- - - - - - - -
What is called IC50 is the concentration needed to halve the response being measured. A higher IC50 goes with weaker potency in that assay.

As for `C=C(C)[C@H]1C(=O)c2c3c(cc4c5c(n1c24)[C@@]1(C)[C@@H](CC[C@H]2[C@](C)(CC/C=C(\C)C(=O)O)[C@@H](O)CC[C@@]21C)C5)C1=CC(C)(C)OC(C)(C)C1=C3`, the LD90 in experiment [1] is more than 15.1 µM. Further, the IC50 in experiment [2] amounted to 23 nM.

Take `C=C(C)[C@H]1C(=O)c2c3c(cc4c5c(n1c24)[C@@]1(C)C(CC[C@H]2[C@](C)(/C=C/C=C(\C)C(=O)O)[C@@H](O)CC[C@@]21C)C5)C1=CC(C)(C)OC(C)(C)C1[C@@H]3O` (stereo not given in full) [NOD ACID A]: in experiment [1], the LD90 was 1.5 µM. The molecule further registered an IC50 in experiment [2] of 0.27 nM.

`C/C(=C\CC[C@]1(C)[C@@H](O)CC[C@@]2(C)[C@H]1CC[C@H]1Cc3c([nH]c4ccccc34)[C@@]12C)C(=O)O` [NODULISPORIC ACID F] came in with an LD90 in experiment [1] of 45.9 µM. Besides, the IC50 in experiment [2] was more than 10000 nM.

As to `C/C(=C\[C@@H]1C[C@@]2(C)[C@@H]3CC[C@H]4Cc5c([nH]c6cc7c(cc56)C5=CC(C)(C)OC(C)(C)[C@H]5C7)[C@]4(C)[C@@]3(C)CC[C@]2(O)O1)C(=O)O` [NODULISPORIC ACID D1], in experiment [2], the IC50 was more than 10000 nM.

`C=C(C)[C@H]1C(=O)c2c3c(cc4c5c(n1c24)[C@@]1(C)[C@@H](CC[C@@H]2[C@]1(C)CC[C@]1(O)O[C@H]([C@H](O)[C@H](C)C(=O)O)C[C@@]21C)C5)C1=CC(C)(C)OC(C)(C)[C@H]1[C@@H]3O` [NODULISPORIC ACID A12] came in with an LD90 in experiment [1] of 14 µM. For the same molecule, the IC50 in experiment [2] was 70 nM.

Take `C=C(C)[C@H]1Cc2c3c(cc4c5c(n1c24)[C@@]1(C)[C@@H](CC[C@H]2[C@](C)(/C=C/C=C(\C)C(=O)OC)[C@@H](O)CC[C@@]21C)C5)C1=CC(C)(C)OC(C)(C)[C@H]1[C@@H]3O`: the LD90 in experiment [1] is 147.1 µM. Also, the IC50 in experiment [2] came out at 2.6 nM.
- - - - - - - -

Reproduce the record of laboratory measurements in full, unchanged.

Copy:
What is called IC50 is the concentration needed to halve the response being measured. A higher IC50 goes with weaker potency in that assay.

As for `C=C(C)[C@H]1C(=O)c2c3c(cc4c5c(n1c24)[C@@]1(C)[C@@H](CC[C@H]2[C@](C)(CC/C=C(\C)C(=O)O)[C@@H](O)CC[C@@]21C)C5)C1=CC(C)(C)OC(C)(C)C1=C3`, the LD90 in experiment [1] is more than 15.1 µM. Further, the IC50 in experiment [2] amounted to 23 nM.

Take `C=C(C)[C@H]1C(=O)c2c3c(cc4c5c(n1c24)[C@@]1(C)C(CC[C@H]2[C@](C)(/C=C/C=C(\C)C(=O)O)[C@@H](O)CC[C@@]21C)C5)C1=CC(C)(C)OC(C)(C)C1[C@@H]3O` (stereo not given in full) [NOD ACID A]: in experiment [1], the LD90 was 1.5 µM. The molecule further registered an IC50 in experiment [2] of 0.27 nM.

`C/C(=C\CC[C@]1(C)[C@@H](O)CC[C@@]2(C)[C@H]1CC[C@H]1Cc3c([nH]c4ccccc34)[C@@]12C)C(=O)O` [NODULISPORIC ACID F] came in with an LD90 in experiment [1] of 45.9 µM. Besides, the IC50 in experiment [2] was more than 10000 nM.

As to `C/C(=C\[C@@H]1C[C@@]2(C)[C@@H]3CC[C@H]4Cc5c([nH]c6cc7c(cc56)C5=CC(C)(C)OC(C)(C)[C@H]5C7)[C@]4(C)[C@@]3(C)CC[C@]2(O)O1)C(=O)O` [NODULISPORIC ACID D1], in experiment [2], the IC50 was more than 10000 nM.

`C=C(C)[C@H]1C(=O)c2c3c(cc4c5c(n1c24)[C@@]1(C)[C@@H](CC[C@@H]2[C@]1(C)CC[C@]1(O)O[C@H]([C@H](O)[C@H](C)C(=O)O)C[C@@]21C)C5)C1=CC(C)(C)OC(C)(C)[C@H]1[C@@H]3O` [NODULISPORIC ACID A12] came in with an LD90 in experiment [1] of 14 µM. For the same molecule, the IC50 in experiment [2] was 70 nM.

Take `C=C(C)[C@H]1Cc2c3c(cc4c5c(n1c24)[C@@]1(C)[C@@H](CC[C@H]2[C@](C)(/C=C/C=C(\C)C(=O)OC)[C@@H](O)CC[C@@]21C)C5)C1=CC(C)(C)OC(C)(C)[C@H]1[C@@H]3O`: the LD90 in experiment [1] is 147.1 µM. Also, the IC50 in experiment [2] came out at 2.6 nM.